Nick Mulcahy

November 10, 2010

November 10, 2010 (Philadelphia, Pennsylvania) — Nearly 70% of young women and girls who received a human papillomavirus (HPV) vaccination at a medical center in Baltimore, Maryland, did not complete the recommended 3-dose regimen, according to a new study.

Of the 2641 females (aged 9 to 26 years) who started HPV vaccination from 2006 to 2010, 39.1% received a single dose, 30.1% received 2 doses, but only 30.78% completed the recommended 3-dose regimen.

"If we are going to offer a vaccine, we need to know who's getting it and who's getting the full course so we know who's protected and who's not," said the study's lead author, J. Kathleen Tracy, PhD, assistant professor of epidemiology and public health at the University of Maryland School of Medicine in Baltimore.

Not completing a full course of the vaccine results in underprotection, said Dr. Tracy in an interview with Medscape Medical News. She presents the results of her study today here at the Ninth Annual American Association for Cancer Research International Conference on Frontiers in Cancer Prevention Research.

Dr. Tracy said that she did not anticipate that 18 to 26 year olds would be the age group least likely to complete all 3 doses of the regimen.

"Given all of the marketing and attention about the HPV vaccine, I was surprised by the lack of follow-through among young women," she said.

"It's probably the first time they are managing their own medical care," said Dr. Tracy about the young adults. The girls and teens in the study, on the other hand, were likely shepherded through the process by parents or guardians, and were therefore more likely to complete the process, she suggested.

Dr. Tracy and her team are now at work on a follow-up pilot study of young women to learn if text messaging will increase their rates of completing the 3-dose vaccination process.

Dr. Tracy said that blacks in the study were significantly less likely to complete the full course than whites (P = .001).

Baltimore Is Not Alone

During the study period, 9658 girls and young women were seen at the University of Maryland Medical Center for gynecological problems in either the gynecology or family medicine departments, and were eligible for HPV vaccination.

Out of this pool of females, 2641 (27.3%) actually started the HPV vaccination regimen; about two thirds of the participating females were black. Dr. Tracy said that HPV vaccination is routinely offered to females in the 9 to 26 age range at the medical center.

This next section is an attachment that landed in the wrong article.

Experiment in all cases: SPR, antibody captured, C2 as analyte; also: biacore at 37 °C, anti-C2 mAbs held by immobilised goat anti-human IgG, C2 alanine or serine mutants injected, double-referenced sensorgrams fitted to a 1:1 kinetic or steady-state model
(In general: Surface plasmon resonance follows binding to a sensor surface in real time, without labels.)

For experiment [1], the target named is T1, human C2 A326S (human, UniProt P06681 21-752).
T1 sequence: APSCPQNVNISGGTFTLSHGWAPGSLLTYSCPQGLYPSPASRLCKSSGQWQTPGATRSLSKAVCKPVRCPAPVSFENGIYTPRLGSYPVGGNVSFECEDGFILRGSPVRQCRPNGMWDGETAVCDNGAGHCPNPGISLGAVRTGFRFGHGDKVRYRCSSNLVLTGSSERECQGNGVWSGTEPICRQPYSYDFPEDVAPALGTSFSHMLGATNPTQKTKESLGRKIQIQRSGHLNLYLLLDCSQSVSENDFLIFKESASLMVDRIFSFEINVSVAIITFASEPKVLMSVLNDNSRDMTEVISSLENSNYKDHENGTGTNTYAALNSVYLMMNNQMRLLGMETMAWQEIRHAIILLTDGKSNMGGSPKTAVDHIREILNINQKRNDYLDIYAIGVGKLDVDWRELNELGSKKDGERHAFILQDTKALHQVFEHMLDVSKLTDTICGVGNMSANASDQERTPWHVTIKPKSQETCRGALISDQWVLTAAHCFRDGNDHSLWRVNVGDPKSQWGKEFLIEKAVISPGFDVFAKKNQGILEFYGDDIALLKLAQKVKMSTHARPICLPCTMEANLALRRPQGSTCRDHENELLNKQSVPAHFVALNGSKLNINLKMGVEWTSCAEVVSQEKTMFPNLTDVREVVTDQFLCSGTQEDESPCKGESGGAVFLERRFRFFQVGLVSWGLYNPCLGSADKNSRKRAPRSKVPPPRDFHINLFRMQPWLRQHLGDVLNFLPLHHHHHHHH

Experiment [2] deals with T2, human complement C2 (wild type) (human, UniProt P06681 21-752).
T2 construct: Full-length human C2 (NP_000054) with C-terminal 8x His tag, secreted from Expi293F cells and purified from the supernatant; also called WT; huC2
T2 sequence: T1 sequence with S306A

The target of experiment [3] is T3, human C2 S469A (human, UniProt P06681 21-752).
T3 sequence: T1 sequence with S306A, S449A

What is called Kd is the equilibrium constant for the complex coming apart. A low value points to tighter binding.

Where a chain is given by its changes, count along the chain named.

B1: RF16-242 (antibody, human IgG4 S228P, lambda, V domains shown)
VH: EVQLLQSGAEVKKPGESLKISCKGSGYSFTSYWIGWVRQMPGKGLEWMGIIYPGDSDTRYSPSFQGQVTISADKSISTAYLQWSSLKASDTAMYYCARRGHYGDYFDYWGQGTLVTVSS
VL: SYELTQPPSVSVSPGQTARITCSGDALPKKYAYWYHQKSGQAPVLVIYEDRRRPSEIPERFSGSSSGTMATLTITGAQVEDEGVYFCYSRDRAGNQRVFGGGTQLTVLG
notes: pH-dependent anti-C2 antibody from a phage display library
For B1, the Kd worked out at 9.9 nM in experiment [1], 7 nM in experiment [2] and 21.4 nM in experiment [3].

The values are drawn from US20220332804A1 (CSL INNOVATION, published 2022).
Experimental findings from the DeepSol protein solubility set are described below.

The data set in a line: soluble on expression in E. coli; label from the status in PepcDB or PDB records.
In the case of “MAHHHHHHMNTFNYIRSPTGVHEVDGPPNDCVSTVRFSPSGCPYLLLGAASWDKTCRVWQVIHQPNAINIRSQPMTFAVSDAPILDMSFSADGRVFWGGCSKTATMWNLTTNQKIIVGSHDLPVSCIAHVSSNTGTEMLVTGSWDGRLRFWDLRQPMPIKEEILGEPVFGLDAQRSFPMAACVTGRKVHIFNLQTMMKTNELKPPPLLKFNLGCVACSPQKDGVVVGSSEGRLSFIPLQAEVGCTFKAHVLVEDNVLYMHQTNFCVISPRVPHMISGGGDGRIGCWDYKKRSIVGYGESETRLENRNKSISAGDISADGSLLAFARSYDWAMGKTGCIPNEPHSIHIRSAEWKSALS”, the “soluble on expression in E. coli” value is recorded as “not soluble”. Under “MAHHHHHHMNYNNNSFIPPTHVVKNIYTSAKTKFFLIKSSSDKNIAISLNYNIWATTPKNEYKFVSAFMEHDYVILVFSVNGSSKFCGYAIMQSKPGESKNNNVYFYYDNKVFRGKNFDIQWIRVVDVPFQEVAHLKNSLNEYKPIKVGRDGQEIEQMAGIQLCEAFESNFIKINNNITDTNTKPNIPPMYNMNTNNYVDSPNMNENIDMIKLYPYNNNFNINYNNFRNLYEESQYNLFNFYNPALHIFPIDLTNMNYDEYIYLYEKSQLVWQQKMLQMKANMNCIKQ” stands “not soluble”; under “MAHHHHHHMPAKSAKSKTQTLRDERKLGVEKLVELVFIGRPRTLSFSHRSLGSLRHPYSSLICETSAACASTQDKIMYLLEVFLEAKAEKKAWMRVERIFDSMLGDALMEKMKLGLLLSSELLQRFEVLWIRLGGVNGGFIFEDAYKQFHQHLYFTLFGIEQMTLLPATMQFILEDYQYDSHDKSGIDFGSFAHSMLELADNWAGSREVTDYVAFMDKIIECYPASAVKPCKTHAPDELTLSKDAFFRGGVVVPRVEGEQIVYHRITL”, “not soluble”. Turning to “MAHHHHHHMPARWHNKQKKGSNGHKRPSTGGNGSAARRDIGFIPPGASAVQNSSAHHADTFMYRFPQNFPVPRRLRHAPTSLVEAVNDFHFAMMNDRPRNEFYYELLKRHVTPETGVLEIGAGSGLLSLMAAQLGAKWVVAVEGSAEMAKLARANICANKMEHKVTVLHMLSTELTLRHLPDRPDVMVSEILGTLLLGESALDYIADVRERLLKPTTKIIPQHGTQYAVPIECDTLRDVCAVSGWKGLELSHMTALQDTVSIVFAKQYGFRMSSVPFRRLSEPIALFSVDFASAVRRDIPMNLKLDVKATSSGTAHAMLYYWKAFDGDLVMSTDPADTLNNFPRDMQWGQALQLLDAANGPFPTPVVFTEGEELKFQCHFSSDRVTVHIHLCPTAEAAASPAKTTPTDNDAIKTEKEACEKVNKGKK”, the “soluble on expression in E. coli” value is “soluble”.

This rate of participation in Baltimore is not unique, said another expert. "Unfortunately that has been our experience in Atlanta as well," said Kevin Ault, MD, from Emory University in Atlanta, Georgia.

Dr. Ault told Medscape Medical News that "the idea of adolescent vaccination is fairly new;" HPV vaccination was only started in 2005.

How can participation increase?

Dr. Ault, who is an associate professor of obstetrics and gynecology, points to his fellow physicians. "Most studies indicate that physician recommendation is the strongest factor predicting vaccination for any vaccine, so pediatricians and other doctors who see adolescents need to be familiar with HPV and its role in causing cervical cancer, abnormal Pap smears, and premalignant cervical disease," he said.

In terms of a national picture in the United States, a study on the uptake of HPV vaccination earlier this year from the Centers for Disease Control and Prevention indicated that 25% of adolescents 13 to 17 years of age reported receiving at least 1 dose of the quadrivalent HPV vaccine. However, as with the current study, a minority of these teens completed the full course — only 11% reported receiving all 3 doses.

Dr. Tracy believes that the 27.3% uptake of vaccination at her medical center is "probably an overestimation of the initial uptake of the vaccine." The overestimation, she said, stems from the fact that the study subjects all had a gynecological compliant during their office visit, and thus had a focus on their reproductive organs. She and her colleagues are going to do another study to test that hypothesis.

"We are going to go back and look at all patient visits among females aged 9 to 26 and evaluate HPV vaccination participation among them," she said. "The participation rate will likely be considerably lower."

Teens and HPV Infection

With regard to the benefits of vaccination, the uptake of the vaccines, and the related influence of marketing, there has been a great deal of controversy, as previously reported by Medscape Medical News.

HPV is the most common sexually transmitted disease among adolescent girls in the United States, with 29.5% of sexually active 14 to 19 year olds infected at any given time, according to press materials from the University of Maryland.

However, as Dr. Tracy explains, the "vast majority" of these girls will clear the infection on their own; only "about 10%" will develop persistent infections.

About 70% of cervical cancers are linked to initial infection with HPV 16 or 18, which both commercially available vaccines protect against, said Dr. Tracy. "You can't stop getting your Pap smears as part of cervical cancer prevention because other HPV strains can cause cervical cancer and are not covered by vaccination."

HPV vaccination is "one of many strategies for preventing cervical cancer, and families and women need to evaluate which strategy is most comfortable for them," advised Dr. Tracy.

The researchers have disclosed no relevant financial relationships.

Ninth Annual American Association for Cancer Research (AACR) International Conference on Frontiers in Cancer Prevention Research: Abstract PR-11. Presented November 10, 2010.

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